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"Surface environments change all the time and when they change, the biology changes," he said. "But the muds underneath the ocean don't receive any signals from the above environment."
The microbes described in the study live 4 to 12 inches beneath the deep sea sediments, in one of the most stable environments on Earth. Their world is cold and dark -- an endless night that feels none of the effects of either ice ages or warming spells.
"There is no turning of sediments, things don't get stirred up, there is no oxygen at all -- they get no time signal, there is no change," said Schopf.
The microbes reproduce asexually, which keeps genetic changes to a minimum, and their simple ecosystem requires only nitrate and sulfur for energy.
"They are well adapted for their environment, and there isn't any competition," Schopf said.
So with no pressure to change, Schopf proposes that these organisms didn't.
Punctuated equilibrium is not at all at odds with evolution. And for the thousandth time, please stop strawmanning by referring to evolution as what Darwin originally proposed. It's been expanded and refined with more and more evidence a hell of a lot over the last 150 years.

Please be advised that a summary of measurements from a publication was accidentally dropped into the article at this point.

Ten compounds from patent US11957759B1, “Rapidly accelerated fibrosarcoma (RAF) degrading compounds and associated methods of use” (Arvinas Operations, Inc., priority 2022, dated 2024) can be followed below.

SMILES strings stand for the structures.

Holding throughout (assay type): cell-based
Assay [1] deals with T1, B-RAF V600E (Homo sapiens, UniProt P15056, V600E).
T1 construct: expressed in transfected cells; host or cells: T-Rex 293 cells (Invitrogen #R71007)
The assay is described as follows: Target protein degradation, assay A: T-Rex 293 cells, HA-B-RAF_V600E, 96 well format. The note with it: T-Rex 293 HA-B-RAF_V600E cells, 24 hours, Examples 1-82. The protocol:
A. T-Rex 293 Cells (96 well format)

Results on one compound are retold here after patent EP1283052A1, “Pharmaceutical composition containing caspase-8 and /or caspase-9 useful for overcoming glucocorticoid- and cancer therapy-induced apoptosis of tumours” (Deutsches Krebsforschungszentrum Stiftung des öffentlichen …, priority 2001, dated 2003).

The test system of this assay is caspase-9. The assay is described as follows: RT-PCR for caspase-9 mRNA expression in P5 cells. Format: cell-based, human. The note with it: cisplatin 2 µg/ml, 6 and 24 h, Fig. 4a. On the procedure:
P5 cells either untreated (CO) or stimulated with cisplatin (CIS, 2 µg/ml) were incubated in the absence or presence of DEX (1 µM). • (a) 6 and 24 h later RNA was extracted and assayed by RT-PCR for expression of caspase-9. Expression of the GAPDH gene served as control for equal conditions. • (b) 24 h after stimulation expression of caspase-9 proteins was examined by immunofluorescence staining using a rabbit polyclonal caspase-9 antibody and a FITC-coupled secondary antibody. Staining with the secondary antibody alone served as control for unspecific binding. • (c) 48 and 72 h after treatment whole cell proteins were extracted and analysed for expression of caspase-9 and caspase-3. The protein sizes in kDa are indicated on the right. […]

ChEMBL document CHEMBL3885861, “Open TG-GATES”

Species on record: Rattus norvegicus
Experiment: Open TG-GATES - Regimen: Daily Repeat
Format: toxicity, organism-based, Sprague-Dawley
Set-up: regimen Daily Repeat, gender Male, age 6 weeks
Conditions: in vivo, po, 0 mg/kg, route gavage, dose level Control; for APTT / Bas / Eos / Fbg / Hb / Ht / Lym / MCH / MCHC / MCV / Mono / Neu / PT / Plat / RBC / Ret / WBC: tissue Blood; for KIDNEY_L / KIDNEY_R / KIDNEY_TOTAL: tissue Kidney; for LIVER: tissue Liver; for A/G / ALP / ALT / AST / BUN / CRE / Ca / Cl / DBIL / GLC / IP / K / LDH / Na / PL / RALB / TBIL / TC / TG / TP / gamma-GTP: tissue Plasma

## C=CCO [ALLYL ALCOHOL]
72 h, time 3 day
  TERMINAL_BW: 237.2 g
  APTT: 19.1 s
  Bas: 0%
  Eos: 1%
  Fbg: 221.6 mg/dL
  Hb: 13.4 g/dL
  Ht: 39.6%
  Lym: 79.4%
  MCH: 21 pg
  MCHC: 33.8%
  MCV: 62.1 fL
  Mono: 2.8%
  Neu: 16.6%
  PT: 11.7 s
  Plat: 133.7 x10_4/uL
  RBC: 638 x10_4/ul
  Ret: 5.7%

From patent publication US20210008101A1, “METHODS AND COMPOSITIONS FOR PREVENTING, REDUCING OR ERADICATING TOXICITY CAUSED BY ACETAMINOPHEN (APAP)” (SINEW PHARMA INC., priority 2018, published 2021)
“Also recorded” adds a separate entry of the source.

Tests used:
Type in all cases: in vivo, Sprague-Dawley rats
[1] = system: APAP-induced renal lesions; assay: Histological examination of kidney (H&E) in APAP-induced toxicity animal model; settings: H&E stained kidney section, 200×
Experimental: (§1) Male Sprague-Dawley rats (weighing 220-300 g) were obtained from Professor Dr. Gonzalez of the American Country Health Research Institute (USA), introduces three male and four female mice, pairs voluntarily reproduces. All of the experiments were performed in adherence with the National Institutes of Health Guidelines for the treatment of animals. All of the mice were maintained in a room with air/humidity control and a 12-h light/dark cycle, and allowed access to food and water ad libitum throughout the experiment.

“These microorganisms are well-adapted to their simple, very stable physical and biological environment,” he said. “If they were in an environment that did not change but they nevertheless evolved, that would have shown that our understanding of Darwinian evolution was seriously flawed.”
Schopf said the findings therefore provide further scientific proof for Darwin’s work. “It fits perfectly with his ideas,” he said.
Yes perhaps then this study should show support for PE instead of the more gradualistic idea that Darwin proposed...
It's impossible to understand that until we understand abiogenesis which we don't. Just because organisms exist in a certain environment, doesn't mean abiogenesis can occur in that environment. It's entirely possible and perhaps likely that abiogenesis occurred in a particular set of circumstances (which we so far have not duplicated), and then once life started there, it dispersed and migrated to and adapted to other environments, some of which might not be conducive to abiogenesis.
originally posted by: iDope
a reply to: PhotonEffect
Would this not be good evidence to support the theory that any planet with water must have some sort of life? These bacteria live beneath the mud, don't require optimal temperatures or light, and any planet with ice on the surface likely has some sort of fluid beneath, unless it is so distant from it's parent sun.